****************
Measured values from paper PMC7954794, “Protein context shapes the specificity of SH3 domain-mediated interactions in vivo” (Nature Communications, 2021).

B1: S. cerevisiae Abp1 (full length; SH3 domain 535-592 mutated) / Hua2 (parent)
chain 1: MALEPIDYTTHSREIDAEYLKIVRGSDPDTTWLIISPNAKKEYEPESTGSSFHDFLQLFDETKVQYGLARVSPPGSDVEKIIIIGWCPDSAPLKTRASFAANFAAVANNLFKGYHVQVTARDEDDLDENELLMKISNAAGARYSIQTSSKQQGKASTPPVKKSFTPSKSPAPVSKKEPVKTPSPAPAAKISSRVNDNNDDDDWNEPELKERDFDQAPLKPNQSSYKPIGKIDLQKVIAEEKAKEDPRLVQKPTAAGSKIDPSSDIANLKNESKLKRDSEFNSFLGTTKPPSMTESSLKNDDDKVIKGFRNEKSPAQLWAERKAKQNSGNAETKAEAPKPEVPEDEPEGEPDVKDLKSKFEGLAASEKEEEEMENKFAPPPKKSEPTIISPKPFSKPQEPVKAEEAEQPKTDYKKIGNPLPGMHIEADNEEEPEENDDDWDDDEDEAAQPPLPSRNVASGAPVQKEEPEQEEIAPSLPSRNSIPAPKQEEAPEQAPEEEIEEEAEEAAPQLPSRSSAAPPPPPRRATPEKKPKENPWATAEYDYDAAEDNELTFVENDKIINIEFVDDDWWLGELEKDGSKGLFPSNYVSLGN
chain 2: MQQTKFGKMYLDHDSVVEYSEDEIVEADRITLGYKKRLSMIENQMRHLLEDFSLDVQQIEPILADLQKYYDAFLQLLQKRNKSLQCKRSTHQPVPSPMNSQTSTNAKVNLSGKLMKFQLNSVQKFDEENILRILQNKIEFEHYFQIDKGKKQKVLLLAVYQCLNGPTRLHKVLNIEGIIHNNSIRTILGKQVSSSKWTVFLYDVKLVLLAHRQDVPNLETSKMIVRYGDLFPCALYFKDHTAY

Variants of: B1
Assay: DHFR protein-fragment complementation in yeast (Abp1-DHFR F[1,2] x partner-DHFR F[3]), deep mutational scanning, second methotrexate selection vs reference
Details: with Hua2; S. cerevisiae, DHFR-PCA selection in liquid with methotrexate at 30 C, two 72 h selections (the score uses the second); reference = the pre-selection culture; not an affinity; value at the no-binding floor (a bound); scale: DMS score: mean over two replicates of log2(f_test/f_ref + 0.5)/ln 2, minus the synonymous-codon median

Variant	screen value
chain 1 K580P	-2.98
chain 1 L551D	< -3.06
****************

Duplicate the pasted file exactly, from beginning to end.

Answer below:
Measured values from paper PMC7954794, “Protein context shapes the specificity of SH3 domain-mediated interactions in vivo” (Nature Communications, 2021).

B1: S. cerevisiae Abp1 (full length; SH3 domain 535-592 mutated) / Hua2 (parent)
chain 1: MALEPIDYTTHSREIDAEYLKIVRGSDPDTTWLIISPNAKKEYEPESTGSSFHDFLQLFDETKVQYGLARVSPPGSDVEKIIIIGWCPDSAPLKTRASFAANFAAVANNLFKGYHVQVTARDEDDLDENELLMKISNAAGARYSIQTSSKQQGKASTPPVKKSFTPSKSPAPVSKKEPVKTPSPAPAAKISSRVNDNNDDDDWNEPELKERDFDQAPLKPNQSSYKPIGKIDLQKVIAEEKAKEDPRLVQKPTAAGSKIDPSSDIANLKNESKLKRDSEFNSFLGTTKPPSMTESSLKNDDDKVIKGFRNEKSPAQLWAERKAKQNSGNAETKAEAPKPEVPEDEPEGEPDVKDLKSKFEGLAASEKEEEEMENKFAPPPKKSEPTIISPKPFSKPQEPVKAEEAEQPKTDYKKIGNPLPGMHIEADNEEEPEENDDDWDDDEDEAAQPPLPSRNVASGAPVQKEEPEQEEIAPSLPSRNSIPAPKQEEAPEQAPEEEIEEEAEEAAPQLPSRSSAAPPPPPRRATPEKKPKENPWATAEYDYDAAEDNELTFVENDKIINIEFVDDDWWLGELEKDGSKGLFPSNYVSLGN
chain 2: MQQTKFGKMYLDHDSVVEYSEDEIVEADRITLGYKKRLSMIENQMRHLLEDFSLDVQQIEPILADLQKYYDAFLQLLQKRNKSLQCKRSTHQPVPSPMNSQTSTNAKVNLSGKLMKFQLNSVQKFDEENILRILQNKIEFEHYFQIDKGKKQKVLLLAVYQCLNGPTRLHKVLNIEGIIHNNSIRTILGKQVSSSKWTVFLYDVKLVLLAHRQDVPNLETSKMIVRYGDLFPCALYFKDHTAY

Variants of: B1
Assay: DHFR protein-fragment complementation in yeast (Abp1-DHFR F[1,2] x partner-DHFR F[3]), deep mutational scanning, second methotrexate selection vs reference
Details: with Hua2; S. cerevisiae, DHFR-PCA selection in liquid with methotrexate at 30 C, two 72 h selections (the score uses the second); reference = the pre-selection culture; not an affinity; value at the no-binding floor (a bound); scale: DMS score: mean over two replicates of log2(f_test/f_ref + 0.5)/ln 2, minus the synonymous-codon median

Variant	screen value
chain 1 K580P	-2.98
chain 1 L551D	< -3.06